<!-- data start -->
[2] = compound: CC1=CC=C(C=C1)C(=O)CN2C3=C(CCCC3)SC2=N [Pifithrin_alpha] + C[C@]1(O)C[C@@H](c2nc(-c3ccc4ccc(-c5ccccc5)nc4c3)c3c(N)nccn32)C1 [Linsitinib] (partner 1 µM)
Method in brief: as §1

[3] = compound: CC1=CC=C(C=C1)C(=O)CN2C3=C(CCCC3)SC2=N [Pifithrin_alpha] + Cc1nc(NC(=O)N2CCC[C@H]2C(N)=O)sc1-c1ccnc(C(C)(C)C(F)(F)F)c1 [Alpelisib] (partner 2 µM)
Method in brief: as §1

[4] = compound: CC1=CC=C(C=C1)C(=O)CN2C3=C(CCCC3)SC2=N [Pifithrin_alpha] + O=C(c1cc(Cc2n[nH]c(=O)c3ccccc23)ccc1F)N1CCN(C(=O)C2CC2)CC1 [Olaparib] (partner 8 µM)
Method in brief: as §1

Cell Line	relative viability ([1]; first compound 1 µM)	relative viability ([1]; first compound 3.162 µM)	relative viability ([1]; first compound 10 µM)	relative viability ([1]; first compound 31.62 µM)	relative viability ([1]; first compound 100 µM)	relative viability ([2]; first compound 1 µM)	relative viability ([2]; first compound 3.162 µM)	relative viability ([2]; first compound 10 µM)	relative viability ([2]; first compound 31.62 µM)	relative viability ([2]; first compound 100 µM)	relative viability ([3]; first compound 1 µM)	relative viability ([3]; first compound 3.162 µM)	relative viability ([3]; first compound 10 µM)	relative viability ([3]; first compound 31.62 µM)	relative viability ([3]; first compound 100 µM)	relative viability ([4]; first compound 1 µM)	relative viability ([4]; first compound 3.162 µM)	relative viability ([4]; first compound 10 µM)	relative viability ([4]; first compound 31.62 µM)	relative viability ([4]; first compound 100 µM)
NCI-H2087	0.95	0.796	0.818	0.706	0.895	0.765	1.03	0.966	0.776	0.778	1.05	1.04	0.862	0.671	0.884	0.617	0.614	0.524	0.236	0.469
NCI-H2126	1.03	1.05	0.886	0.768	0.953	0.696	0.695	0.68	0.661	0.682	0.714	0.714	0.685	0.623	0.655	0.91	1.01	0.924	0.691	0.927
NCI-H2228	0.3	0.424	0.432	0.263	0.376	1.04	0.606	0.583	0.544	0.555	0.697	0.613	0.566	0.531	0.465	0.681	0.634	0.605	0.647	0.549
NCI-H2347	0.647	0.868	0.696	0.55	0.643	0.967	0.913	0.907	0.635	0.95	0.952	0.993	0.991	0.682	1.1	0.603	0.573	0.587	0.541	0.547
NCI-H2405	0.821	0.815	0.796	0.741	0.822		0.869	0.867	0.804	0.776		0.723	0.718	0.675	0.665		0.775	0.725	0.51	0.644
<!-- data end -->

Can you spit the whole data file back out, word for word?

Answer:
[2] = compound: CC1=CC=C(C=C1)C(=O)CN2C3=C(CCCC3)SC2=N [Pifithrin_alpha] + C[C@]1(O)C[C@@H](c2nc(-c3ccc4ccc(-c5ccccc5)nc4c3)c3c(N)nccn32)C1 [Linsitinib] (partner 1 µM)
Method in brief: as §1

[3] = compound: CC1=CC=C(C=C1)C(=O)CN2C3=C(CCCC3)SC2=N [Pifithrin_alpha] + Cc1nc(NC(=O)N2CCC[C@H]2C(N)=O)sc1-c1ccnc(C(C)(C)C(F)(F)F)c1 [Alpelisib] (partner 2 µM)
Method in brief: as §1

[4] = compound: CC1=CC=C(C=C1)C(=O)CN2C3=C(CCCC3)SC2=N [Pifithrin_alpha] + O=C(c1cc(Cc2n[nH]c(=O)c3ccccc23)ccc1F)N1CCN(C(=O)C2CC2)CC1 [Olaparib] (partner 8 µM)
Method in brief: as §1

Cell Line	relative viability ([1]; first compound 1 µM)	relative viability ([1]; first compound 3.162 µM)	relative viability ([1]; first compound 10 µM)	relative viability ([1]; first compound 31.62 µM)	relative viability ([1]; first compound 100 µM)	relative viability ([2]; first compound 1 µM)	relative viability ([2]; first compound 3.162 µM)	relative viability ([2]; first compound 10 µM)	relative viability ([2]; first compound 31.62 µM)	relative viability ([2]; first compound 100 µM)	relative viability ([3]; first compound 1 µM)	relative viability ([3]; first compound 3.162 µM)	relative viability ([3]; first compound 10 µM)	relative viability ([3]; first compound 31.62 µM)	relative viability ([3]; first compound 100 µM)	relative viability ([4]; first compound 1 µM)	relative viability ([4]; first compound 3.162 µM)	relative viability ([4]; first compound 10 µM)	relative viability ([4]; first compound 31.62 µM)	relative viability ([4]; first compound 100 µM)
NCI-H2087	0.95	0.796	0.818	0.706	0.895	0.765	1.03	0.966	0.776	0.778	1.05	1.04	0.862	0.671	0.884	0.617	0.614	0.524	0.236	0.469
NCI-H2126	1.03	1.05	0.886	0.768	0.953	0.696	0.695	0.68	0.661	0.682	0.714	0.714	0.685	0.623	0.655	0.91	1.01	0.924	0.691	0.927
NCI-H2228	0.3	0.424	0.432	0.263	0.376	1.04	0.606	0.583	0.544	0.555	0.697	0.613	0.566	0.531	0.465	0.681	0.634	0.605	0.647	0.549
NCI-H2347	0.647	0.868	0.696	0.55	0.643	0.967	0.913	0.907	0.635	0.95	0.952	0.993	0.991	0.682	1.1	0.603	0.573	0.587	0.541	0.547
NCI-H2405	0.821	0.815	0.796	0.741	0.822		0.869	0.867	0.804	0.776		0.723	0.718	0.675	0.665		0.775	0.725	0.51	0.644